Airports faced with potential windfarm interference, or windfarm developers faced with addressing CAA or regulatory concerns will already know that a whole range of different technical mitigation solutions exist and that they vary in their performance characteristics and costs.
Since many (if not all) of the technical solutions are only just reaching maturity, there is limited evidence of their long-term performance in an operational environment. So there are still potential risks associated with choosing a technical mitigation solution, and by extension there are also risks in successfully obtaining planning permission for the windfarm.
If the development is dependent on external investors, those investors will want reassurance that the risks have been properly understood and addressed. So whether your standpoint is objecting to or promoting a windfarm development, there are steps you will need to take to reduce the risks to you.
Can you answer the following questions?
- How will the proposed windfarm impact the technical performance of the existing radars? And how will this in turn impact the operations at nearby airports (or your airport) – specifically the provision of surveillance separation and approach services?
- Do you understand the operational and business needs of the airport (and in particular the Air Traffic Service provider)? And what about the operational and business needs of the windfarm industry? This is necessary to correctly assess whether the requirements used to select the mitigation solution have been correctly and fully specified.
- Have you fully evaluated the characteristics and technical performance of the proposed mitigation solutions to assess whether they will actually work? Have you carried out line of sight and interference assessments? Have you done feasibility and operational reviews? Have you selected a suitable scoring system to help you evaluate compliance against specifications?
- Do you know the steps you need to take to present a full safety case? Have you considered CAP760, CAP670 (including acceptable means of compliance to CAP670 SW 01), and the EC Surveillance Performance and Interoperability Implementing Rule (SPI IR)?
- For developers and airports: have you developed a single safety case that could cover multiple windfarm developments?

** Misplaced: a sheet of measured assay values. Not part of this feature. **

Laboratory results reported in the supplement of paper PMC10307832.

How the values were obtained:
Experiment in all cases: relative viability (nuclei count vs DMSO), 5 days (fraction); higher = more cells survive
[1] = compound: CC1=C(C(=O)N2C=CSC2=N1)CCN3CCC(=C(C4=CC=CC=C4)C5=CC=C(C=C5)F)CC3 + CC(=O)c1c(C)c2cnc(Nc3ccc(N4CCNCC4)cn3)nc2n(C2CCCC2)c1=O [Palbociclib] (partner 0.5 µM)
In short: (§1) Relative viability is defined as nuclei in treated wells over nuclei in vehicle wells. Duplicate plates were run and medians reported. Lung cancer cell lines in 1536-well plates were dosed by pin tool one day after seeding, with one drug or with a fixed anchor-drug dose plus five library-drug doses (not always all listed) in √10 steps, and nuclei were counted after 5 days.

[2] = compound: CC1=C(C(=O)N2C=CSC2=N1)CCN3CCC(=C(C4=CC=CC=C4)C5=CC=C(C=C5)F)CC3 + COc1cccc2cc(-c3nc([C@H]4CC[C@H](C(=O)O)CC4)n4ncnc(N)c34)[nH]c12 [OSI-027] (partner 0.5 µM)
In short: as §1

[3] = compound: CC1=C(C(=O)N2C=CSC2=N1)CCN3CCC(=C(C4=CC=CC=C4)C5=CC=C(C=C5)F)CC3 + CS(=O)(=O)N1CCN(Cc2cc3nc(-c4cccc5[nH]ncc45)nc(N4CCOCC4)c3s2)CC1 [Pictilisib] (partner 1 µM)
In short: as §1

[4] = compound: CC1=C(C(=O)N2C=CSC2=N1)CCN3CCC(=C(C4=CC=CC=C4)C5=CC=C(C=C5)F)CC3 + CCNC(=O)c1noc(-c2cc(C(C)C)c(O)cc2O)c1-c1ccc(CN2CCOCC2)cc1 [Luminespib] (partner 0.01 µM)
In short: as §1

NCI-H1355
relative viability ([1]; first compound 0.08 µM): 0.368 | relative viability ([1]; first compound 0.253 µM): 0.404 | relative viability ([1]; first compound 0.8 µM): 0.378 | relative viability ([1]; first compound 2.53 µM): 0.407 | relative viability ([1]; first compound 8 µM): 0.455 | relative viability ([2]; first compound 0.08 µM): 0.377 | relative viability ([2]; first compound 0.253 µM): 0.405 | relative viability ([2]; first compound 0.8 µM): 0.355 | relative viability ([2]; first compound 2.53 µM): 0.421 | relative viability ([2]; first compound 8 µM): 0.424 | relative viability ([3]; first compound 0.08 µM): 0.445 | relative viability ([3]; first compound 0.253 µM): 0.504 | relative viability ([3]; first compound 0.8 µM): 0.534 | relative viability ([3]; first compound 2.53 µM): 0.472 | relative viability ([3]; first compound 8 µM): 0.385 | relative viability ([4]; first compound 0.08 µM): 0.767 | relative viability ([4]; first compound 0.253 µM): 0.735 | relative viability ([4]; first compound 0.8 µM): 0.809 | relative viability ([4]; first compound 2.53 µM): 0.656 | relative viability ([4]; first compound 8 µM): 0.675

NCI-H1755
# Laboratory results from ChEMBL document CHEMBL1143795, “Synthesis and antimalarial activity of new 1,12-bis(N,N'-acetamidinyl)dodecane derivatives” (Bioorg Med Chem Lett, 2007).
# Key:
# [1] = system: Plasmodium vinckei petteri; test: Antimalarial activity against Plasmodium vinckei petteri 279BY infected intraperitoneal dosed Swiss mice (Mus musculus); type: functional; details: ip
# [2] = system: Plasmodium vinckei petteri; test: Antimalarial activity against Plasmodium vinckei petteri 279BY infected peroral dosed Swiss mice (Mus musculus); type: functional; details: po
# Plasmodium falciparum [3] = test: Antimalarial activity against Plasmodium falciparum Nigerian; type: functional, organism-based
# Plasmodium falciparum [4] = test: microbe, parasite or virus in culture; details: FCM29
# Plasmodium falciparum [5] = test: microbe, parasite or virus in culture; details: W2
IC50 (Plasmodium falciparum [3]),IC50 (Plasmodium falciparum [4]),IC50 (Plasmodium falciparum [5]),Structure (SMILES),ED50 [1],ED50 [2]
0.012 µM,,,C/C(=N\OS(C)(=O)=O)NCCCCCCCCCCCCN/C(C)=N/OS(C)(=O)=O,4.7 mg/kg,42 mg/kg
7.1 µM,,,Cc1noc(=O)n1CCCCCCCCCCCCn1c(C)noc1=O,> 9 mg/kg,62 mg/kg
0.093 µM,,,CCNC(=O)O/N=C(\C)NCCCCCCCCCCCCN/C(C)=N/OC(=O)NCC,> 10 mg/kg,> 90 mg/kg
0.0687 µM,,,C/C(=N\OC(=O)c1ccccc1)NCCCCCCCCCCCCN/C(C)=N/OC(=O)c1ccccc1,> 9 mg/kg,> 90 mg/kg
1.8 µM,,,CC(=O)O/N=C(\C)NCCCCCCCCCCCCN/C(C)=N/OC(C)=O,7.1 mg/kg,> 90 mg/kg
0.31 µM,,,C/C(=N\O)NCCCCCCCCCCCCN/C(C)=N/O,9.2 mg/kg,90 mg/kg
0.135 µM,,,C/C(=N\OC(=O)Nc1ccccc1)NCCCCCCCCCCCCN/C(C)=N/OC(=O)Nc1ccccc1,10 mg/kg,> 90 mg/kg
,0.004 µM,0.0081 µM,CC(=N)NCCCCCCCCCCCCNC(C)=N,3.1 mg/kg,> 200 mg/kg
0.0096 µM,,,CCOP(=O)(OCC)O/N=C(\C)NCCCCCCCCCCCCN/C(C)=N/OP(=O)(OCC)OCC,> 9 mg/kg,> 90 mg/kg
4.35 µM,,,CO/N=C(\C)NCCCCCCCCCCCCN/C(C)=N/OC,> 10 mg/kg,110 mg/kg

If the answer is no …
Choosing a mitigation technology is not a simple process. It is time-consuming, requires specialist knowledge not always readily available and a holistic approach. There are steps you can take to fill the knowledge gaps and minimise risk. Here are a few ideas:
- Capture, prioritise and then break down high level user and business requirements into detailed system performance, engineering and safety requirements.
- Ensure the viewpoints of all stakeholders are captured and shared.
- Ensure your requirements are "SMART", ie they are Specific, Measureable, Agreed and Achievable, Relevant and Traceable.
- Get independent verification of third-party activities and assessments.
- Understand the relative strengths and weaknesses of different solutions with respect to your business objectives.
- Assess operational hazards, risk and critical paths associated with contributing factors from human, procedures and equipment through safety workshops.
- Introduce current best practice safety methodology, including direct liaison with the UK CAA to prepare for the new technical mitigation safety case.
- Ensure you have a contract that defines clear success criteria, balances business risk with financial reward and has appropriate milestones to monitor supplier performance.
- Carry out independent due diligence to reduce risks and reassure investors.
All too often we have seen procurement contracts resulting in disputes when these best practice ideas are not followed. So, if you need help answering these questions or implementing these ideas do get in touch. We will be happy to point you in the right direction, or to provide more hands-on support.
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